Introduction to Terumot

 

Terumah (sometimes translated as “heave offering”—a name I despise, for obvious reasons) is the name of the agricultural gift given to the priest.  In addition, when a Levite receives his tithe he must afterwards give terumah from his tithe to the priest. For ease of reference, below are the biblical verses that are relevant to the issue of terumah:

 

There are certain rules and principles that we should go over before we begin to learn the mishnayot of the tractate.

 

1) Terumah cannot be eaten by non-priests and if they do, they are liable for death at the hands of heaven. In other words, this is a serious one—so be careful! This also means that someone who eats produce from which terumah has not been removed is subject to this penalty.

2) The Torah does not prescribe how much terumah a person has to separate from his produce. The recommended amount is 2 per cent, but other percentages are possible.

3) If terumah becomes mixed in with hullin, non-sacred produce, the entire mixture becomes doubtful terumah. This mixture cannot be eaten by a non-priest but it can be sold to the priest. The price should take into account that some of the mixture is actually terumah and does belong to the priest without him having to pay for it. Thus if one seah of terumah wheat falls into fifty seahs of hullin wheat and a seah of terumah sells for one dinar (terumah will be cheaper because it has less of a market) then he can sell it to the priest for fifty dinar, giving him the one seah for free.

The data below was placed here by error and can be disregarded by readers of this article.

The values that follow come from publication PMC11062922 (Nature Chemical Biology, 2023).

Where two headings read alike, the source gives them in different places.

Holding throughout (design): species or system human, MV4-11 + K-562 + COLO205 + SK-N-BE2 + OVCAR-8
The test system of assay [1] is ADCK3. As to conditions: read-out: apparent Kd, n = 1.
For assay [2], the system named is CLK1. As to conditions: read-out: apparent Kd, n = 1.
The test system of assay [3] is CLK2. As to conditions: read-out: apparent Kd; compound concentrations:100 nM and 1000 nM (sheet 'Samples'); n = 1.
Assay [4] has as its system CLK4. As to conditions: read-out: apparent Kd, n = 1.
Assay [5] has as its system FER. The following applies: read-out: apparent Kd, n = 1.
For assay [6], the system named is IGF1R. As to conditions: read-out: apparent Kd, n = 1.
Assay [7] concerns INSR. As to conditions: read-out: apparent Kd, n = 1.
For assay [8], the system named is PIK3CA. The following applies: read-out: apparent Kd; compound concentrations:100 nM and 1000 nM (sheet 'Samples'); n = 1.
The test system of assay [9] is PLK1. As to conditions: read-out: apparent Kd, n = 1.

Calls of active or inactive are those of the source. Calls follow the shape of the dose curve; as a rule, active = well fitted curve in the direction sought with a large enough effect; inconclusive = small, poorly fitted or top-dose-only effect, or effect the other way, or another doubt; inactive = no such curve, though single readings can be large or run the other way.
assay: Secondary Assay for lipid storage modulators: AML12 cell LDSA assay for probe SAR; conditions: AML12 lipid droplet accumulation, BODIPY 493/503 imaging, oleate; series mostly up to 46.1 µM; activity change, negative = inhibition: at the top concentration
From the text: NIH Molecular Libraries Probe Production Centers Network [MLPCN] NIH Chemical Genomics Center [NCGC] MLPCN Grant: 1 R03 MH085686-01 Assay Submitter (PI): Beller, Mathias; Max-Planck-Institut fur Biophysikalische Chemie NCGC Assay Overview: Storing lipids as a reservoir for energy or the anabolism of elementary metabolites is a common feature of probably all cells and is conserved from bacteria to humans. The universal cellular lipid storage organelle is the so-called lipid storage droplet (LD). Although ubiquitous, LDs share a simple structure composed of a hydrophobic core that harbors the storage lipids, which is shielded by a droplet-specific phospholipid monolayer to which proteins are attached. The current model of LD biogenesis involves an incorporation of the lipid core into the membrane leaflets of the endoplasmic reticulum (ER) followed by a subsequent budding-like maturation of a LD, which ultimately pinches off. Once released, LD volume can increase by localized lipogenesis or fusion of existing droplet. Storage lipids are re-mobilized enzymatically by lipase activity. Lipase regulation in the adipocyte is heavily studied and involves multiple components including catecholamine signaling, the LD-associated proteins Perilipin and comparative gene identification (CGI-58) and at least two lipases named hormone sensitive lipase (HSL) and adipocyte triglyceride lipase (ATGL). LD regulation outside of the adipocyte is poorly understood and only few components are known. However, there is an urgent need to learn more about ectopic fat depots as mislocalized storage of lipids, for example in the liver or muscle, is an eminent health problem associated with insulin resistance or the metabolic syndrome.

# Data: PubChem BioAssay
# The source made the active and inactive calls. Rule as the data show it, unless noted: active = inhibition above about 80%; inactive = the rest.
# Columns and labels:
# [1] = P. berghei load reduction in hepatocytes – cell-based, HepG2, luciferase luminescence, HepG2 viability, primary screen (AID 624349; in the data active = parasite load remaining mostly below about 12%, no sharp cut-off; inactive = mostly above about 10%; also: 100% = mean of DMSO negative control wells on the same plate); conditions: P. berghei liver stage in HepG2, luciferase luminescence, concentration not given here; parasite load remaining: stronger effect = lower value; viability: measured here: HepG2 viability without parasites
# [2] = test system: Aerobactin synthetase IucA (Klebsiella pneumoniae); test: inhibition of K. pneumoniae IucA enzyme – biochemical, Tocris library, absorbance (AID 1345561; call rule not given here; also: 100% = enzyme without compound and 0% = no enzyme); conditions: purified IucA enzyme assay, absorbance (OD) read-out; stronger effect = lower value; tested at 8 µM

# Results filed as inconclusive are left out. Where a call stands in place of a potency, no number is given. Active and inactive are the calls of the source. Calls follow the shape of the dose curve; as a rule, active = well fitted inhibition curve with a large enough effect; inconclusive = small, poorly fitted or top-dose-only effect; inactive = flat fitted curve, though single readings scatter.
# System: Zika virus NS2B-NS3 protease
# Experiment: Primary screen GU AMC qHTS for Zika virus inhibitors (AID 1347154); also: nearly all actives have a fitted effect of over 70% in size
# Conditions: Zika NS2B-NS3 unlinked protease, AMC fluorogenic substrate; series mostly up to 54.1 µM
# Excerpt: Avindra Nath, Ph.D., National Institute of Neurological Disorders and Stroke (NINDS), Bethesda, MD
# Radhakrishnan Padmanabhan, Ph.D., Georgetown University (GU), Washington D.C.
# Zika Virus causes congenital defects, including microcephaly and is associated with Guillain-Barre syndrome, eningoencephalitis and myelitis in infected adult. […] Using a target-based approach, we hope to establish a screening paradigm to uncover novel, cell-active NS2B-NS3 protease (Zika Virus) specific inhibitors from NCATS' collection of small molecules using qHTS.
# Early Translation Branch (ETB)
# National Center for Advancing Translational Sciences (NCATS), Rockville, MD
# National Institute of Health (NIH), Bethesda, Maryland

4) However, if there are 100 parts of hullin for every part of terumah, then he can just take out the amount of terumah that fell into the mixture and the rest he can treat as hullin, non-sacred produce, which means he can eat it or sell it to anyone he wishes.

5) The Torah calls terumah “kadosh”, holy. Therefore it must be preserved in purity and one cannot cause it to become ruined.

6) The Torah specifies that terumah be taken from grain, wine and oil. However, the sages expanded this to include other produce. Anything that is edible, can be stored and grows from the ground is subject to the laws of tithes and terumah. 

 

There are other rules that we will learn throughout this tractate. I hope you enjoy learning the tractate. Good luck!

 

 

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